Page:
Spartnnburg, S. O, Junn 30.?One
thousand miners ein ployed by the Coal
Creek Company returned ro"work this
morning at the old scale after a brief
strike. The men were In sympathy with
the strikers In the Jpllico district.
TYLER AND ELLYSON.
You see how they are running?about
like that with us In the shoe business
We are dead easy winners. Quality
and price put us in the lead. B?st gents'
genuine calf -hoe yon ever saw for j?2.?0.
ROVNOKE SHOE COMPANY.
EIS DAY, JULY 1, II
Everything Points to a Home Run
tor the Major.
IT NOW SEEMS LIKELY THAT MR,
ELLYJ50N WILL BE CONTENT
WITH SECOND PLACE ON THE
TICKET?MR. SCOTT'S CHANCES
FOR REXOMINATION APPEAR TO
BE EXCELLENT?AN "INTEREST?
ING BATCH OF RICHMOND GOS?
Riehmond,,iVa.,June 30 ?(Special.)?A
most comprehensive ami careful survey of
the field warrants me iu giving the
readers of The Roanoke Times this slate:
For governor -Major J. H?ge Tyler,
For Lieutenant-Governor?Major J.
Taylor Ellyson, of Richmond.
For Attorney-General? H.. Taylor Scott,
There are abundant reasons why this
slate is. the correct one.. There is uo
longer 4ny doubt of Mnjor Tyler's nomi?
nation at the Hoauoke convention. This
Is practically conceded by all of Mr. Elly
sou's friends except his confidential man?
agers. LThey keep ou saying nothing anil
sawing wood Tho silence can only l>e
Interpreted as "meaning tnat Mr. Ellyson
is willing and anxious to bo lieutenant
governor. It is believed here that he can
get tho ollice.
it Is not from any objections that exist,
to Mr. Ellyson that he Is failing to get
any delegates, but because the people be?
lieve It Is Ma'or Tyler's turn at the bat.
Mr. Ellyson has many friends ?11 tho way
from Cumberland Gap to the sea, who
will bo glad to give him second place ou the
R. Taylor Scott will be renomiuated
for attorney general. He will not get tho
nomination on tho llrst ballot; by nny
manner of means, though. Indeed it is
highly probable that one or more of the
other candidates will enter tho conven?
tion with it considerably stronger follow?
ing than Scott, but when the adherents
of the new candidates tiud it impossible
to nnuiu their man they will turn to
Scott. They take this view of it: "II we
give it to Scott one more time, he will be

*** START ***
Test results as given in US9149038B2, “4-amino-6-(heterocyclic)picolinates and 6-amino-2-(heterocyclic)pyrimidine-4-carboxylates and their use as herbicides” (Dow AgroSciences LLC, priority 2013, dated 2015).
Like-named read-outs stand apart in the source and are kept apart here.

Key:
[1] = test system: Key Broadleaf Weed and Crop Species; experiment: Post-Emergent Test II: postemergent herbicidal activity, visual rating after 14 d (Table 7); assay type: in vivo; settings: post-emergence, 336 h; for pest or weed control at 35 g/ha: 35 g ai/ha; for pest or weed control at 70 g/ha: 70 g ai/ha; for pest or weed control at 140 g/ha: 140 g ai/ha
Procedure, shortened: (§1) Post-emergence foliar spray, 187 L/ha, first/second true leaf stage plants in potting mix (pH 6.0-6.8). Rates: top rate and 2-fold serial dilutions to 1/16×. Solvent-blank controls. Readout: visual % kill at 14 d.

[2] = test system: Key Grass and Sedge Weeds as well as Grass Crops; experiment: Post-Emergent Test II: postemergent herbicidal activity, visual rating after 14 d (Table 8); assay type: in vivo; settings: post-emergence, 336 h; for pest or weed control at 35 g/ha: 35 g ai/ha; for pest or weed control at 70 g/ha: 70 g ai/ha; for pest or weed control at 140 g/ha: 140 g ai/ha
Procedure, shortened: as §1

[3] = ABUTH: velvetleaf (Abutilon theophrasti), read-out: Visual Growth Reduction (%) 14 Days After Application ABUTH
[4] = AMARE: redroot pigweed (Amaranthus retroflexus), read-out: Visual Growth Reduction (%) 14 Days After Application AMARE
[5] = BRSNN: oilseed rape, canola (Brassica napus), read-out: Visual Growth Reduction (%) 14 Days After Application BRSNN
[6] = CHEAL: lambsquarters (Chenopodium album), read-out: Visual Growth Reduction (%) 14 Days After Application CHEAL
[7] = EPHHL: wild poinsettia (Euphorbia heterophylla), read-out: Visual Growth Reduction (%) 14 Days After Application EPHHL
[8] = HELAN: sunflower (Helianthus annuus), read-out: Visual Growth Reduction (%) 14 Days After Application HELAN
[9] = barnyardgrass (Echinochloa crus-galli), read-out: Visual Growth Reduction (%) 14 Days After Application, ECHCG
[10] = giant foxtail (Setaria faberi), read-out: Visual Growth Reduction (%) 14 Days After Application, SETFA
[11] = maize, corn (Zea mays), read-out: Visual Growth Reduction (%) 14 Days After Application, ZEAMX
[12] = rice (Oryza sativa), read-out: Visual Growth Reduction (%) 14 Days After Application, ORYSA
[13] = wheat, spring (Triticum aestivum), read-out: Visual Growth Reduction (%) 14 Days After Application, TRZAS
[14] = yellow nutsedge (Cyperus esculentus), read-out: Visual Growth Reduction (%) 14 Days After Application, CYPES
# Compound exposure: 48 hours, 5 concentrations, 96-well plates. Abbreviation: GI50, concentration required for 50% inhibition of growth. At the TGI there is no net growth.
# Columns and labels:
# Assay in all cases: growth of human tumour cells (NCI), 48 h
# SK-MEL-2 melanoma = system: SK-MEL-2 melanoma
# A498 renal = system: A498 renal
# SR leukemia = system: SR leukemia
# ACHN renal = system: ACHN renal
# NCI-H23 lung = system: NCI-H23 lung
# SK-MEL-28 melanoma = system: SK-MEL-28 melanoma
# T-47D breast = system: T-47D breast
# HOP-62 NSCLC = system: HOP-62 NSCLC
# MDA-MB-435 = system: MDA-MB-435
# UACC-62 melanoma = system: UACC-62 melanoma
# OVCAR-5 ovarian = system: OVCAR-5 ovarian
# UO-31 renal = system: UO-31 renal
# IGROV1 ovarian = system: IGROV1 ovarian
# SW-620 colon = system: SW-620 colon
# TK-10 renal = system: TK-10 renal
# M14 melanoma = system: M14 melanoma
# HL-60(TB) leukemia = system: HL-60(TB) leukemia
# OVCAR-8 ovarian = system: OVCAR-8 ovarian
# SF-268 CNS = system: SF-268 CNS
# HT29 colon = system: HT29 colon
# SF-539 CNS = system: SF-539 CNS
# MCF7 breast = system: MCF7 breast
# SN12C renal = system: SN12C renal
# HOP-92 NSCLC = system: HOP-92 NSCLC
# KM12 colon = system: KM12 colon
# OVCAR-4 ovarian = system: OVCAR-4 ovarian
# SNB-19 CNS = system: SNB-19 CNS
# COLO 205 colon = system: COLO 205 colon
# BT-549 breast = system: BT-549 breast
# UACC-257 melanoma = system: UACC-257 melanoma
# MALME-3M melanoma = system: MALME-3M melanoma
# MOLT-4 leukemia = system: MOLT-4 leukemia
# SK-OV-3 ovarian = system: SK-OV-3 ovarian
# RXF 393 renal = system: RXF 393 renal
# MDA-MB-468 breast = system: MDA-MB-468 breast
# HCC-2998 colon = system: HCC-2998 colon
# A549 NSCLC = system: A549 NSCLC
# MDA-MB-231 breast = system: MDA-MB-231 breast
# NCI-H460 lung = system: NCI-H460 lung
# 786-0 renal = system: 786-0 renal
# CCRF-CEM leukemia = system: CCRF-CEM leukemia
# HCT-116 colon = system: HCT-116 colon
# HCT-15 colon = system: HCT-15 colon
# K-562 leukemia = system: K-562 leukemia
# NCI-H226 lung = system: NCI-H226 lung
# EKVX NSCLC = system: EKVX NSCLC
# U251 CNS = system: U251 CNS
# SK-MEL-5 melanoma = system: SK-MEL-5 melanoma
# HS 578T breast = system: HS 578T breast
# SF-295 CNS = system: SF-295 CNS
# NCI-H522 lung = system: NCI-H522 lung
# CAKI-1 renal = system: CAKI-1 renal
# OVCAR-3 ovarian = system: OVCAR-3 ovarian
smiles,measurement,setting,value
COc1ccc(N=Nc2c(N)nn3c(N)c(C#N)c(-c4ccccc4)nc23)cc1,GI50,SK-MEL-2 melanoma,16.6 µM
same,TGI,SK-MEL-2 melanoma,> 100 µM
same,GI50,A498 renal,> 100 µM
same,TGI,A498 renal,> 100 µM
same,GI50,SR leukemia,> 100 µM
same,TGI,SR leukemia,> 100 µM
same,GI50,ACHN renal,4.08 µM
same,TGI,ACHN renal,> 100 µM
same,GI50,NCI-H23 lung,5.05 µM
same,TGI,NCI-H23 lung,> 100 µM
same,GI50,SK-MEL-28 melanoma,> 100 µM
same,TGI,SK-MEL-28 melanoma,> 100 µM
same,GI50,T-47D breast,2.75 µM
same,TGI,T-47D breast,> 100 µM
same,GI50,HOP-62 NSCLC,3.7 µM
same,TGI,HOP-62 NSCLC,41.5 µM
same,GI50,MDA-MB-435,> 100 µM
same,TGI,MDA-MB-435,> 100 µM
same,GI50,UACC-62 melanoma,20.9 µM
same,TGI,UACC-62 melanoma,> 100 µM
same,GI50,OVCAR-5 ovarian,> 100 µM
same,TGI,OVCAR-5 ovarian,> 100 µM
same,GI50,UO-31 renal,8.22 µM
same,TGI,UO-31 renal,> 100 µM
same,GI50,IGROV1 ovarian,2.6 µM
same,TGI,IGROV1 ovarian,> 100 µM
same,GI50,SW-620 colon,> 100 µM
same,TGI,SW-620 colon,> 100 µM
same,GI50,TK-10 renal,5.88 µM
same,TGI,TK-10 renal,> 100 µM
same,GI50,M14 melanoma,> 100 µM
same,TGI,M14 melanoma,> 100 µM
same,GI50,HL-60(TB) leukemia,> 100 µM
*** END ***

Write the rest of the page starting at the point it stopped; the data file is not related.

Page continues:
likely to drop out of the way, while if it
goes to TiOSsiter, Alexander or Montague,
as the case may be, we will be putting a
new rival on the track who will be hun?
gering and thirsting after a second term,
If not perpotulty in oillce."
This will givo Scott the office, not
through love of Scott, but as a matter of
self defeuse. Some pcoplu are ili-natured
enough to remark that this course of rea?
soning is a small factor in Major Tyler's
Hon. E. W. Saundcrs will be tho per?
manent chairman of the convention.
The convention will declare unequivo?
cally for the free and unlimited coinage
of silver at the ratio of "Hi to 1, but the
Chicago platlorm in its entirety will
hardly be adopted. The so-called Altgeld
plank is likely to be eliminated from the
Mr. Ellyson did not tell me this (on the
contrary he says be will be governor),
neither di<' Major Tyler's managers ad?
vise me, but your correspondent has
merely indulged iu the God-given right
of every American citizen to proohesy j
whenever he gets good ami ready an?1 the |
above slate will go through.
The Episcopal convenClou for the dio?
cese of Virginia met this morning at 11
o'clock at St. James Church, in this city
for the purpose of electing a bishop coad?
jutor to till the place made vacant by the
death of the late Bishop Coadjutor, John
B. Newman. TheJRt. Rev. F. M. Whit?
tle, bishop of the uioeese of Virginia, is
the presiding oflicer, and the Re /.
Everard Meade. the diocesan missionary,